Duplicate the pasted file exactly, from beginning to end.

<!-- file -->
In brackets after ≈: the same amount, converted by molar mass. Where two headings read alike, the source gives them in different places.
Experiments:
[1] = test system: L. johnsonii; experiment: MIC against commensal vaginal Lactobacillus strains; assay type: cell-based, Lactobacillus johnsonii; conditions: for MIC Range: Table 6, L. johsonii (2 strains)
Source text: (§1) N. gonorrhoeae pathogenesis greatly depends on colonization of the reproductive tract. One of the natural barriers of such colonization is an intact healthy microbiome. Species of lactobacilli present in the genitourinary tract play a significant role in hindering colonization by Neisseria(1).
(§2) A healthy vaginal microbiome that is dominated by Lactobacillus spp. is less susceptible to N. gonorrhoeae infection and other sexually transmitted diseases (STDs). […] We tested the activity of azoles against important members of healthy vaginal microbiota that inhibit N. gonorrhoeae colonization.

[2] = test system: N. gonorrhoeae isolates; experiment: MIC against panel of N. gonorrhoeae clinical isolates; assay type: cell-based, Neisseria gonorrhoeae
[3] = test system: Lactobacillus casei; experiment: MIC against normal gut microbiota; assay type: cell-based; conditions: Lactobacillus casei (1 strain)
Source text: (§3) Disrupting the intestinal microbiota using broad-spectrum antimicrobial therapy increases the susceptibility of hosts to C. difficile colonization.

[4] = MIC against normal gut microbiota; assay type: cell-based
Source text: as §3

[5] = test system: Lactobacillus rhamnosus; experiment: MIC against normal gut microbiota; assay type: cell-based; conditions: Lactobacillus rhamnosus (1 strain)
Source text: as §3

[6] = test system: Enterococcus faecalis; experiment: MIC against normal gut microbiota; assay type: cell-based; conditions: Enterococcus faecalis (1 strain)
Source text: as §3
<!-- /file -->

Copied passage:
In brackets after ≈: the same amount, converted by molar mass. Where two headings read alike, the source gives them in different places.
Experiments:
[1] = test system: L. johnsonii; experiment: MIC against commensal vaginal Lactobacillus strains; assay type: cell-based, Lactobacillus johnsonii; conditions: for MIC Range: Table 6, L. johsonii (2 strains)
Source text: (§1) N. gonorrhoeae pathogenesis greatly depends on colonization of the reproductive tract. One of the natural barriers of such colonization is an intact healthy microbiome. Species of lactobacilli present in the genitourinary tract play a significant role in hindering colonization by Neisseria(1).
(§2) A healthy vaginal microbiome that is dominated by Lactobacillus spp. is less susceptible to N. gonorrhoeae infection and other sexually transmitted diseases (STDs). […] We tested the activity of azoles against important members of healthy vaginal microbiota that inhibit N. gonorrhoeae colonization.

[2] = test system: N. gonorrhoeae isolates; experiment: MIC against panel of N. gonorrhoeae clinical isolates; assay type: cell-based, Neisseria gonorrhoeae
[3] = test system: Lactobacillus casei; experiment: MIC against normal gut microbiota; assay type: cell-based; conditions: Lactobacillus casei (1 strain)
Source text: (§3) Disrupting the intestinal microbiota using broad-spectrum antimicrobial therapy increases the susceptibility of hosts to C. difficile colonization.

[4] = MIC against normal gut microbiota; assay type: cell-based
Source text: as §3

[5] = test system: Lactobacillus rhamnosus; experiment: MIC against normal gut microbiota; assay type: cell-based; conditions: Lactobacillus rhamnosus (1 strain)
Source text: as §3

[6] = test system: Enterococcus faecalis; experiment: MIC against normal gut microbiota; assay type: cell-based; conditions: Enterococcus faecalis (1 strain)
Source text: as §3